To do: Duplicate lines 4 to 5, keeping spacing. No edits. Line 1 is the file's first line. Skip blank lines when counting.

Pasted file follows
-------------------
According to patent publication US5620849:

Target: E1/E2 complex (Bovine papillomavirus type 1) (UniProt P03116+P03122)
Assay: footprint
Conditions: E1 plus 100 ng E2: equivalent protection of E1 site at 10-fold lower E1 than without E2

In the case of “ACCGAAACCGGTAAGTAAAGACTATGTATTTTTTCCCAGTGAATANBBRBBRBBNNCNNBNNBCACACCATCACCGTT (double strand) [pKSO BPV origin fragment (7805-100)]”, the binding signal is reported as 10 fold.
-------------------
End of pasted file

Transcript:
Conditions: E1 plus 100 ng E2: equivalent protection of E1 site at 10-fold lower E1 than without E2

In the case of “ACCGAAACCGGTAAGTAAAGACTATGTATTTTTTCCCAGTGAATANBBRBBRBBNNCNNBNNBCACACCATCACCGTT (double strand) [pKSO BPV origin fragment (7805-100)]”, the binding signal is reported as 10 fold.